There are people who say they love change, and people who will straightforwardly admit that they hate it. In my experience though, those who say they love it don’t always seem to enjoy the experience that much more than those who were never keen on the idea.
The thing is, whether you love it or loathe it, change is, well, a changeable beast. In any change process there will be moments of joy, despair, anger, elation, fear, doubt, certainty, and enthusiasm. We all go through what’s called the change curve, which has highs and lows, and we don’t all get there at the same pace, or in the same way.
In my experience, small changes mean small (or at least manageable) problems. But larger changes, such as a merger or acquisition process, where two (or more) companies are attempting to blend seamlessly into one, might mean hundreds of people across dozens of teams are struggling with change all at once. So how do you manage that and keep serving the customers who only deserve your very best service, every single day?
Take a breath
It’s Day One in your newly-merged company and it feels like everything and everyone is at fever pitch. Offices need to be redesigned, new uniforms need to be wrestled out of their packets, email addresses need to be set up, people can’t connect to printers, newly formed teams are trying to suss each other out.
Does absolutely everything need to be handled right now, today? It does not.
Instead, everyone needs to just take a breath. Get people settled into the building, then have a pizza lunch and let people just be together. As the leader, set a welcoming tone, and then sit down and let people figure out who their new tribe is by giving them time and space.
Seek out your cultural ambassadors
As people move through the change curve, some will reach the stage of accepting the change sooner than others; those people are your cultural ambassadors. If you can find a role for them in helping others accept the new situation, you’ll be amplifying the positive voices in your organisation.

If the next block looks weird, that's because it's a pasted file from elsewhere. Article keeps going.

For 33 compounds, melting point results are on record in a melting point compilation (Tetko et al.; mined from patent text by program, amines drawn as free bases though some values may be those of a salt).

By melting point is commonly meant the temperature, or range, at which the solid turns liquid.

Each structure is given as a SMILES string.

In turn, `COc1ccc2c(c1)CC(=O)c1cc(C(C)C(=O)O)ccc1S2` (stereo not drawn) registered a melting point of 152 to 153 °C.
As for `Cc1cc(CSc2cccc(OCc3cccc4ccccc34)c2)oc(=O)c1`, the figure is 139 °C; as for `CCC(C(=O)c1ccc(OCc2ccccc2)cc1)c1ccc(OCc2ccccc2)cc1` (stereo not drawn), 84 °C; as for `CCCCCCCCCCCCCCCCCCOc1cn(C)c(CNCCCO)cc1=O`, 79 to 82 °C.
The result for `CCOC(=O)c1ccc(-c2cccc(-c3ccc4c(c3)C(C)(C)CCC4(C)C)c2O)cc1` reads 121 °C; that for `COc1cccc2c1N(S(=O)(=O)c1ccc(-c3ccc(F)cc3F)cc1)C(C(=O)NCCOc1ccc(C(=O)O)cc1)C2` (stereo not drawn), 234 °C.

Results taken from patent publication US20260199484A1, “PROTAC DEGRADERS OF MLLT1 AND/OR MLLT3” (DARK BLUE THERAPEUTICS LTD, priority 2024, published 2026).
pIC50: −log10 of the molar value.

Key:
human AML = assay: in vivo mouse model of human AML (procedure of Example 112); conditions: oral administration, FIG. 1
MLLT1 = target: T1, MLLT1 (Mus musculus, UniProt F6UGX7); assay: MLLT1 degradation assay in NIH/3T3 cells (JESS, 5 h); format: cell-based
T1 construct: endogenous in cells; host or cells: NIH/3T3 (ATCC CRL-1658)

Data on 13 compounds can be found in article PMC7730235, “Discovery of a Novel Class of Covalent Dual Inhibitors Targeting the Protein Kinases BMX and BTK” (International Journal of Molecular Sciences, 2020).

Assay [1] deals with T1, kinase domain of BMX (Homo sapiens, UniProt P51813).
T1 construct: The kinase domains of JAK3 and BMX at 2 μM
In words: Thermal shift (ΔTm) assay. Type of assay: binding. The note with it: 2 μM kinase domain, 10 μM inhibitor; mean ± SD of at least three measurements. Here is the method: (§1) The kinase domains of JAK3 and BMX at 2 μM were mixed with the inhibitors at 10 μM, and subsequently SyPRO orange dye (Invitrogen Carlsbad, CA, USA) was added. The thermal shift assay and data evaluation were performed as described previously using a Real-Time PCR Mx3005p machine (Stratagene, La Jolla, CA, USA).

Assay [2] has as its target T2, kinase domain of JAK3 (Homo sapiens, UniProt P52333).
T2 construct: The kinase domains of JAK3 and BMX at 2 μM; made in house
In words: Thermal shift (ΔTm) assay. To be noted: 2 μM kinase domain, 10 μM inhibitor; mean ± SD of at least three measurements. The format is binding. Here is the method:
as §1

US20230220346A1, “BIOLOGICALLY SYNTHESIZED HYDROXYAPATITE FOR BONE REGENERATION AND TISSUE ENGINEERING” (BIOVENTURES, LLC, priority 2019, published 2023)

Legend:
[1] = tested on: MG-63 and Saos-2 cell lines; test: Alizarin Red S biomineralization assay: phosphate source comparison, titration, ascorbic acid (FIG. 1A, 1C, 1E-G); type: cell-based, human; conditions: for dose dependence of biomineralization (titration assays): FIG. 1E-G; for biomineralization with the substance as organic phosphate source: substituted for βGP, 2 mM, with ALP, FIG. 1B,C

Don’t ask people to fake something they don’t feel, but identify the people you see driving the change through their proactivity, their entrepreneurial spirit, and their commitment to making a success of the new future that’s being mapped out.
Don’t try to make this a top-down thing; the most real and effective ambassadors will be those who truly feel positive, and naturally spread that sentiment throughout the people they work with.
Don’t consign your history to the past
It pays to honour the histories of the companies being brought together, especially if one brand is being subsumed by another. At McGill, we have tried to incorporate some of our blended history into how we’ve decorated our offices and common areas, and we’ll be thinking about how we can do more to bring our latest acquisitions, McDougall Group and Kingdom Gas, into the McGill family in a way that feels respectful and right.
While you certainly want and need everyone to line up together, facing the future, you don’t want to lose the emotional connection and institutional knowledge that merging companies offer. Let people bring their expertise, and their loyalty to your new venture, and you’ll be rewarded by their long-term commitment and their willingness to work hard for your joint success.